I was actively against getting an educator, but my endocrinologist doesn’t want to deal with anything pregnancy related, and my gynecologist made it clear the diabetes was too much for her to handle, so she referred me to a high risk pregnancy clinic. The doctor was not very empathetic in my opinion, and gave the typical scare speech. She referred me to the educator after telling me the 7.2 that I had worked so hard to achieve was meaningless. That was a low point, and I went into the educator with an attitude of, “this is it. If I don’t get some help, I’m giving this whole thing up, and adopting”. The previous doctors had already scared my husband enough that he was begging me to just adopt. The educator saw all this, and begged me to just keep coming to meetings. She even asked the clinic not to charge me a copay ro make it more enticing. She kept cheering me up and encouraging me, and after 8 months of meetings, I was at a 5.6 and ready to start trying. It is hard to find the right support, and I was very lucky to find her when I did. For me, even trying to get pregnant has been a battle against my own fear and society’s prejudices, but I console myself that it’s good practice for being a mom. I also remember that all mom’s worry; we just start earlier than other people, which means we have more practice.

As far as lows go, I understand completely. I had maybe a half dozen seizures as a teenager and was scared too. But I realized that I had to take that risk if I was going to get the hba1c down. It’s part of the reason I quit because it’s not easy to take a break to fix a low where I work. It still freaks me out a bit to cruise along at 75, but I know I have sugar and can fix it if anything changes. The cgm was very helpful in letting me know when lows were about to happen which means I can prevent the really bad lows that lead to seizures.

Also, the cgm taught me that pre-bolusing was a good thing to be doing if I want that low hba1c.


#10

I am aiming at 6.5-7 right now. I feel like that is my “safe” zone…
I’m glad you mentioned the educator, it may be a worthwhile endeavor. I’ve also gotten to the point now where I am so fed up with scare tactics being used EVERYWHERE that I think I am strong enough to tell a new endo to get bent if they try and do that to me again. LOL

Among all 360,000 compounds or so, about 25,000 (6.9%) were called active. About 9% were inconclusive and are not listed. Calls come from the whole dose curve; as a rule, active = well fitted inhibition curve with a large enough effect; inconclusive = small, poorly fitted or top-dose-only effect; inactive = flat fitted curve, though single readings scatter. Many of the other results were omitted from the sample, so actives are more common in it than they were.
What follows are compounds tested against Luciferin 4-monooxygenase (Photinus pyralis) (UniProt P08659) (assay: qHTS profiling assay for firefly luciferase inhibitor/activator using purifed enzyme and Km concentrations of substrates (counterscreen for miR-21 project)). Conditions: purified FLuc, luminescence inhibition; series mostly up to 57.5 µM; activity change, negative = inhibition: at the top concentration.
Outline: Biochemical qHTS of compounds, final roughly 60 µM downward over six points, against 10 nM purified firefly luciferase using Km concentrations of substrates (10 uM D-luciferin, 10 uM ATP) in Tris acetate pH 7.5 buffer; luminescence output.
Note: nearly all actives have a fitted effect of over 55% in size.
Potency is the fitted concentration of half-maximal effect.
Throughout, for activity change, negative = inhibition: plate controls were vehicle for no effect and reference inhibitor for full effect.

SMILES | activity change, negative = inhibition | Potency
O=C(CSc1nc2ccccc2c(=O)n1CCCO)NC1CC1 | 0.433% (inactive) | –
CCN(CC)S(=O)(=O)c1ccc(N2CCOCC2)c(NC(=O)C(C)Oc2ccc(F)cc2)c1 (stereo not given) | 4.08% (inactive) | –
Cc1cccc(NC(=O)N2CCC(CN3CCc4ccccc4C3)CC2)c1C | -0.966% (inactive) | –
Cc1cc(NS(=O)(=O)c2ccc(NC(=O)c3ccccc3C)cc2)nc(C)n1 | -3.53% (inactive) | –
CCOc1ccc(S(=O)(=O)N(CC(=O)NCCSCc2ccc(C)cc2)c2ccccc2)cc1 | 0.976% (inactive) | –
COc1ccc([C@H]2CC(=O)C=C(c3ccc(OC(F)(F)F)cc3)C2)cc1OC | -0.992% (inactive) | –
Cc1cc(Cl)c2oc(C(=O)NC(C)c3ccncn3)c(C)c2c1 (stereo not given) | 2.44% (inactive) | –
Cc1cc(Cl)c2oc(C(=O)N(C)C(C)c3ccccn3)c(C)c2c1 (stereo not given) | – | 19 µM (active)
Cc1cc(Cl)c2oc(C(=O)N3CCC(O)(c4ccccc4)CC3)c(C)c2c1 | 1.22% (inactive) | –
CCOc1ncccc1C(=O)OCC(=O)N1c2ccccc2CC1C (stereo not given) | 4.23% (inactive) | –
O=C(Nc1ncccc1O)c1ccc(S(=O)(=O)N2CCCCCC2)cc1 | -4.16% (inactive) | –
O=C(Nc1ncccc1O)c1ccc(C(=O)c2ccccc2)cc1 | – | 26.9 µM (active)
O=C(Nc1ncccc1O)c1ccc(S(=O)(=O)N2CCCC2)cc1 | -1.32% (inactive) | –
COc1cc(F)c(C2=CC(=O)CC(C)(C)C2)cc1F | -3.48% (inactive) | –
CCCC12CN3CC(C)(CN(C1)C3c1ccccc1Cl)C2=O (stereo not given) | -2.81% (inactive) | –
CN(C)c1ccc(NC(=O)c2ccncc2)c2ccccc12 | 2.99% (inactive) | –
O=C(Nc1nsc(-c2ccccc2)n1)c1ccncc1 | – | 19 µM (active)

#11

Good luck. Just stay close with your team. I wish u the best.


#12

I applaud you for pre-planning. Diabetes is hard work on the daily. Being pregnant is also hard work :slight_smile: I am a T2 diabetic that was controlled on orals meds when I found out I was unexpectedly pregnant (my oldest was 17 years old at the time and this was a wild surprise). My A1C was in the low 7s, but I had a lot of issues controlling my blood sugars starting in month 4 and the different meds caused me to have scary lows and I didn’t like my care team. They didn’t seem to have any real idea about diabetes management and always trotted out the scare tactics. I switched into a high risk clinic with amazing doctors, went on insulin, met with their fantastic diabetes educator to learn how to use it, and we focused on having a healthy baby. By the end of pregnancy my A1C was 5.4 with no hypos and I had a straightforward induced delivery with a healthy baby that weighed 7lb2oz. She turns 7 next month.

The key is controlling your diabetes now, don’t get hyper focused on the A1C-aim for good control throughout the day without super highs and lows. Start looking for a high risk clinic now, actually interview the doctors and ask them about their experience with diabetic patients and what their approach to diabetes management within pregnancy, etc. Trust me when I say you’ll know if you want to be cared for by the practice or not once you meet with them.

I did make more frequent doctors visits and ultrasounds than a standard pregnancy, especially towards the end.

You can do this.


#13

Hey all, I know it’s been a couple months since people posted on this thread but I’m also planning for pregnancy and I’m feeling kind of lost. I’m a T1D (17 years) using Omnipod and dexcom G6, and last a1c was 6.5.

I moved to a new city 2ish years ago, so I have been working on a relationship with a new endocrinologist, whom I like, but she’s young. She knows I want to have a baby ASAP, but I’m not sure how much experience she has working with pregnant women. I recently asked her for a recommendation for an OB she trusted which she gave, but when I asked if she’d worked with this OB before she said she just recommended the practice she uses (to my knowledge my endo is not T1D). Sooo long story short, despite her well intentioned recommendation…what are people’s thoughts? Is it preferable for T1D to be seen/managed by high risk OBs?

I want to get the ball tolling but don’t want to waste time or copay on going to a regular OB if I should be seeing a high risk specialist from the get go…

Also, hoping things are going well for @Gallant493 and others who posted previously :two_hearts: It’s nice to know I’m not the only one having a hard time emotionally related to thinking about motherhood and that there’s a supportive community here.